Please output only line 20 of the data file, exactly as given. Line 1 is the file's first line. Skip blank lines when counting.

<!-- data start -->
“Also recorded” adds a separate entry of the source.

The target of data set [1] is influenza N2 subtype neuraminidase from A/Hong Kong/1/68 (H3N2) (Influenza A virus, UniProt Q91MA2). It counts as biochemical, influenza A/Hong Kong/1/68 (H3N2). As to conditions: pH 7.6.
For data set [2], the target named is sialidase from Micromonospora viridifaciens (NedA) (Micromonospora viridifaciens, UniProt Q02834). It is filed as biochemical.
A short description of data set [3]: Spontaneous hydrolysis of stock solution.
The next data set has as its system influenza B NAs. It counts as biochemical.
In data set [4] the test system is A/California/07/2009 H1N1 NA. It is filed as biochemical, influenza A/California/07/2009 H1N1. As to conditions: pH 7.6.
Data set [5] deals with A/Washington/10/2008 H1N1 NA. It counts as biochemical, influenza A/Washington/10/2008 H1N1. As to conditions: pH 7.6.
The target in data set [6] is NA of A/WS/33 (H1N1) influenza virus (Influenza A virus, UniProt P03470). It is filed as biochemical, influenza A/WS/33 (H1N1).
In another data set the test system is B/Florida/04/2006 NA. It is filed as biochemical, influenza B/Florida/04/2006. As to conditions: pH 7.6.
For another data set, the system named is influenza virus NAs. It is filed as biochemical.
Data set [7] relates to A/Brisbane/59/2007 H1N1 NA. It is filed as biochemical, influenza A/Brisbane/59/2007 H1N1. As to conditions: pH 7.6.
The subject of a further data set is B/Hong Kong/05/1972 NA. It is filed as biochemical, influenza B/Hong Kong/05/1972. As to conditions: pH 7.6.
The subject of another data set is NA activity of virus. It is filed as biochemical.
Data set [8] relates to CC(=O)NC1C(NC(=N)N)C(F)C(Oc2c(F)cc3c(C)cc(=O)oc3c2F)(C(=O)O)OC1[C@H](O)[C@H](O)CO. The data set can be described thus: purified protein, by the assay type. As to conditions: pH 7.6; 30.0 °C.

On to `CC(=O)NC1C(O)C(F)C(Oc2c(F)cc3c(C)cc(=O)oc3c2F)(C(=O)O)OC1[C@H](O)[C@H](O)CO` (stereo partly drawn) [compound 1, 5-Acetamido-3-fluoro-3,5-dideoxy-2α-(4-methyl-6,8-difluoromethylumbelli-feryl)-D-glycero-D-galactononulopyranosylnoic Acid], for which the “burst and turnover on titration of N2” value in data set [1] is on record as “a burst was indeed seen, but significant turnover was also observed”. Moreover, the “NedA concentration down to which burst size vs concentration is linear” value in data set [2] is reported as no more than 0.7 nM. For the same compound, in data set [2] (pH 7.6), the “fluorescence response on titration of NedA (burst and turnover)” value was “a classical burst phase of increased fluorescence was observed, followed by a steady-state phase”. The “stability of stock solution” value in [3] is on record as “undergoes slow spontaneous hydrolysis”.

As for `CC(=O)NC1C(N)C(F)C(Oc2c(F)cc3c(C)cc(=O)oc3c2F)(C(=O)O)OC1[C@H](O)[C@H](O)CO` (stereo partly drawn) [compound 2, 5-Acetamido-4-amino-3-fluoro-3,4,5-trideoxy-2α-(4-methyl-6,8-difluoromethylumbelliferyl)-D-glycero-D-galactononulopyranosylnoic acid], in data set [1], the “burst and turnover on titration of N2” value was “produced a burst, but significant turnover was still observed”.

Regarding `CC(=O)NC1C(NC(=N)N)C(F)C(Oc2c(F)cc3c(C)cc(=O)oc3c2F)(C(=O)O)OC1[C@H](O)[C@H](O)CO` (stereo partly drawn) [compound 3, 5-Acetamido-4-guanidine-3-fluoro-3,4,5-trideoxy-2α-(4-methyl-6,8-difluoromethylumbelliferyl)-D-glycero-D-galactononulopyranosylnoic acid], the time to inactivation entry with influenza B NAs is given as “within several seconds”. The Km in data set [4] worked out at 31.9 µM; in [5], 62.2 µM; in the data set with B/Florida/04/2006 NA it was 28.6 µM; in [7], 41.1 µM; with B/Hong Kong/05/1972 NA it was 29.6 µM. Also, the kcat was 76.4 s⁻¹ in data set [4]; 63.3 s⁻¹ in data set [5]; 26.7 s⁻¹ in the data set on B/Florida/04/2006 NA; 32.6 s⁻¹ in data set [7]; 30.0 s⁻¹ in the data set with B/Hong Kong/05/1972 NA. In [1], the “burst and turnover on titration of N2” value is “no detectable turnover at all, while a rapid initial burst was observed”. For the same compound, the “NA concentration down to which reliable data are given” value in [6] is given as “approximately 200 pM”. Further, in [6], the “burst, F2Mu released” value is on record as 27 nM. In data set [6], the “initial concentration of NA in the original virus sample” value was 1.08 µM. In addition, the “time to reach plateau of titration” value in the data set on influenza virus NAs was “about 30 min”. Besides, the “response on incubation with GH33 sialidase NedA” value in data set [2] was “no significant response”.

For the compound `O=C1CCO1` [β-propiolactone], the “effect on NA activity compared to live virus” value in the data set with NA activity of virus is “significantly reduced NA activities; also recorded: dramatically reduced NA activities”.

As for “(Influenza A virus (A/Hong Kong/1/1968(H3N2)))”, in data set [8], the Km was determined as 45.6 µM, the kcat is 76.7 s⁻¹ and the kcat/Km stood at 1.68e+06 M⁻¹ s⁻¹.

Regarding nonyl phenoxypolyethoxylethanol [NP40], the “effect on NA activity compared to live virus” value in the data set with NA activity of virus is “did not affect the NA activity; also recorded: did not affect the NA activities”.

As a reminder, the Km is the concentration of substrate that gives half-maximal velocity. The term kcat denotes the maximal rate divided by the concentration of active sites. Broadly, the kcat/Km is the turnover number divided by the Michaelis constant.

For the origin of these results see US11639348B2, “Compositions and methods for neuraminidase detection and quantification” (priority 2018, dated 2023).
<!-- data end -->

Regarding nonyl phenoxypolyethoxylethanol [NP40], the “effect on NA activity compared to live virus” value in the data set with NA activity of virus is “did not affect the NA activity; also recorded: did not affect the NA activities”.